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Insurance Broken

If I had to recommend a one-line description for the 2016 InsureTech Connect Conference,  being held at the Las Vegas Convention Centre this week, I would suggest, “Insurance is critically important.  That’s why we must break it.”

The heart of the matter…

Caribou Honig, Partner at QED Investors and chairman of the event, opened with a statement and a short case study.

Honig’s day job is to finance InsurTech startups which will challenge, and in many cases, disrupt existing practices and principles of insurance.  But he started his session with a slide headed “Insurance Matters.” And he brought this home.

Honig has been working with the conference producers for the last  year and a half to organize this event.  Just as the task began, Honig had a fire in a vacation condominium  by the Atlantic.

Honig showed pictures of the inside and exterior of his condo just after the fire: smoke damage on the exterior, moderately heavy fire, water, and smoke damage on the interior. He also showed the effects on the adjacent condo building, which suffered greater damage.

Fast forward 18 months to new pictures.  Honig’s condo is completely fixed and all the interior elements replaced.  He had adequate coverage.

Honig also ended up with a direct view of the ocean. All that remains of the neighbouring building is a concrete slab, with grass growing through the cracks. The building owner did not have adequate coverage.

Insurance matters.

And it must continue to matter, with a twist …

Honig believes that practitioners are underestimating the impact of InsurTech developments over the next two years.  In part, this may be due to the lack of transformation that occurred following the rise of the commercial internet in the 1990s.

What was missing is now omnipresent:  The smartphone.  This has democratized the platform for the users and allows for rapid response to opportunities.  In this melee, there is a blurring of roles and pressure on existing models.

For example, Honig notes that a number of start-ups  in the InsurTech ecosystem have elected to become insurers or MGAs to increase their flexibility in bringing product to market.  (As an aside, in Canada we are seeing a few intermediaries adding InsurTech developers for the same reason.)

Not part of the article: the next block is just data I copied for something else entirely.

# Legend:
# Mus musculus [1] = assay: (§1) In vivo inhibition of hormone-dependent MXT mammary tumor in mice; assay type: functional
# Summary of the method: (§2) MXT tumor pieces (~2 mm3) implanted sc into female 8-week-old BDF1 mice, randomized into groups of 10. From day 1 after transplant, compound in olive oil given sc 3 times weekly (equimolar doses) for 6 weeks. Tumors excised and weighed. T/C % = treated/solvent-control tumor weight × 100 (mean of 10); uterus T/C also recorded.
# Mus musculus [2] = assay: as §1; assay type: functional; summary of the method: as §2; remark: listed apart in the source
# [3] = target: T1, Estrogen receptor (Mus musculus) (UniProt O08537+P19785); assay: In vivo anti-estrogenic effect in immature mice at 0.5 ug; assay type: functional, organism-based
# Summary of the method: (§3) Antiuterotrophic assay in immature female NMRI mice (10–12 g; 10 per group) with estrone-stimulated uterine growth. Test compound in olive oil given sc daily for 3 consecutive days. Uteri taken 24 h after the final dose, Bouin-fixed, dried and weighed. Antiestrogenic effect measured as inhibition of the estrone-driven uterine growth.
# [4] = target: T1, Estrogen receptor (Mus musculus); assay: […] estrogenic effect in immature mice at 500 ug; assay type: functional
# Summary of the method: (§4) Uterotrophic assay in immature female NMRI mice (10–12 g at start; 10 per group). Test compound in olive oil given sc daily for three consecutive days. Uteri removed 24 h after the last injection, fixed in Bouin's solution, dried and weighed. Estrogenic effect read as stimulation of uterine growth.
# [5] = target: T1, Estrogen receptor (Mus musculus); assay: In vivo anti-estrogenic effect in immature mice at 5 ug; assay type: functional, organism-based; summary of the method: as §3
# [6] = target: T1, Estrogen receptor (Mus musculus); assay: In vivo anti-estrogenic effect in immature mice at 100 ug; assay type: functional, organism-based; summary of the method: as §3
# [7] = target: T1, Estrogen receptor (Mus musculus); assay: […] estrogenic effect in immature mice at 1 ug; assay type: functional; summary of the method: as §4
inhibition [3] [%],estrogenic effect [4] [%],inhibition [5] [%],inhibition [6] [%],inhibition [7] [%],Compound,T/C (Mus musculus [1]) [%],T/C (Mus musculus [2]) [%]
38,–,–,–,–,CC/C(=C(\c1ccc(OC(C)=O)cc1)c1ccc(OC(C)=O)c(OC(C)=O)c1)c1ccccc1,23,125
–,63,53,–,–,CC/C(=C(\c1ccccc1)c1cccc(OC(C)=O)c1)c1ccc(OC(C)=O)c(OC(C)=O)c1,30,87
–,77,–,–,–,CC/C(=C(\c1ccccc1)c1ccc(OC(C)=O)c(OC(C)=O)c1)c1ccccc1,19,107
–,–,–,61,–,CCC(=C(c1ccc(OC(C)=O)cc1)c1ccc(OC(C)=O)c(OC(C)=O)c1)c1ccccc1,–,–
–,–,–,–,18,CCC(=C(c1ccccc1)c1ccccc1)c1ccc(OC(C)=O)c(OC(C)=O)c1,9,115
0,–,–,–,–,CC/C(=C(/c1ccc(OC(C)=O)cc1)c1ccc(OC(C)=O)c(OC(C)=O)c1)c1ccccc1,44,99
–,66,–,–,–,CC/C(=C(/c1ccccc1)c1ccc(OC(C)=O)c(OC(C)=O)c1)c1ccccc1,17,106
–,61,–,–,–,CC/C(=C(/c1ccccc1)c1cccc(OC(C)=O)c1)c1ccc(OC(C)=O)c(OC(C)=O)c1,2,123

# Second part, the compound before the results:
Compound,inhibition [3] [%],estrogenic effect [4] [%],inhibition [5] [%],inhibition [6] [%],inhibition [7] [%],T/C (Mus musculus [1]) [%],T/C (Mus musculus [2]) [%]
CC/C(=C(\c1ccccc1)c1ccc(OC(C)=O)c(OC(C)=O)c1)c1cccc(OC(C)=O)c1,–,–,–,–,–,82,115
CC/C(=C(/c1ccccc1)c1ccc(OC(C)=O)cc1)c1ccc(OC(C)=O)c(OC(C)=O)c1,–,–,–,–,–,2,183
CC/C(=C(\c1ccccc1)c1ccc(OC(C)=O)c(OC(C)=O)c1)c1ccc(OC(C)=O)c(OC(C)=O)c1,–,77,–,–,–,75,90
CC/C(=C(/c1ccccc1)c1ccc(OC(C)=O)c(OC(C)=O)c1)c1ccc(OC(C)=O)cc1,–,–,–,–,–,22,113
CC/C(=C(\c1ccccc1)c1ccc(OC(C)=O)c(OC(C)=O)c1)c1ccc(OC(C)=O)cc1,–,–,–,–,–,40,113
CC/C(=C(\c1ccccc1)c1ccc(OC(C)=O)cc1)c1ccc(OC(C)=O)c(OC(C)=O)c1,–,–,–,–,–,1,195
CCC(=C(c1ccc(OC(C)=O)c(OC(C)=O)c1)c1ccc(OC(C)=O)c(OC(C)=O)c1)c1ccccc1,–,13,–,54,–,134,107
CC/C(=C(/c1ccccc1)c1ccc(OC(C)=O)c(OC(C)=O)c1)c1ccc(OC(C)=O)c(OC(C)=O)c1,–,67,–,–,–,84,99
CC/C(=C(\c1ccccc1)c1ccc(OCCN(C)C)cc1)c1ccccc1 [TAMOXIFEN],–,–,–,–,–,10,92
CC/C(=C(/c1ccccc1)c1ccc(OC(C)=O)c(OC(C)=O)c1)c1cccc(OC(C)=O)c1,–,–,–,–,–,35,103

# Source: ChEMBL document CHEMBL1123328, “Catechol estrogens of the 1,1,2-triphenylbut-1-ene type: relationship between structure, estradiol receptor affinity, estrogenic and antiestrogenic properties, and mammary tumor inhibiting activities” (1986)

But there are consequences.  Honig notes that removing friction from the process of insurance and the increase in transparency for the product and process of insurance is resulting in deflationary pressures, providing support for a continuing soft market.

Taking it to the firm …

Prashanth Gangu and Matthew Leonard, partners at Oliver Wyman (who was the lead sponsor of InsureTech Connect) followed Honig to describe ‘Modular Financial Services’ – a construct Oliver Wyman uses to help firms understand and respond to the new paradigm.

The  core of this is peace of mind, a fundamental since the beginning of modern insurance.  The focus now is to bring this forward in a way that meets customer needs by moving:

  • from opaque risk transfer to a holistic chain of risk
  • from laggard to front runner in socio-economic change
  • from ownership of capital and processes to orchestrating resources
  • from numbers to customer empathy.

Getting there will be a challenge to the firms, many of which will have to deconstruct and reconstruct their businesses and be aware that traditional labels – such as ‘insurer’, ‘broker’, ‘reinsurer ‘ – may not apply well.

Trov – Overnight sensation with nibbled nails

Michael Coles, Chairman and CEO at Cedent interviewed Scott Welchek, CEO of Trov, highly regarded as an InsurTech success and disruptor.

Welchek was very candid in describing the journey and the current state.  He eschews the ‘disruptor’ moniker, but agree that Trov is very new and making an impact.

Welchek was very candid about the road to success.  He read from his journal, dated September 2015, which noted the challenges of market acceptance and the pressures of operating costs.

He also noted that the path forward could include embedding the Trov technology in other apps.

Then things blurred …

The amount of information that followed was a firehose handled primarily by the new startups, suppliers, and insurers.  I abandoned the notebook and took to twitter (@patrickvice, #insuretechconnect).

The jury is out, but not far …

Day two promises to be as information-rich as day one. Consensus  in the informal conversations is that InsurTech is reaching a state of maturity that guarantees its place in the top 5 trends to watch closely and be prepared to engage in quickly as the opportunities become manifest.  In some cases, the horses have left the barn.

Kudos to the organizers of InsureTechConnect, Jay and Bill.  It’s hard to keep a party of 1,250 happy with everything, but you are doing a great job keeping it on-time, and on point, which is very close to the heart of the matter.

 

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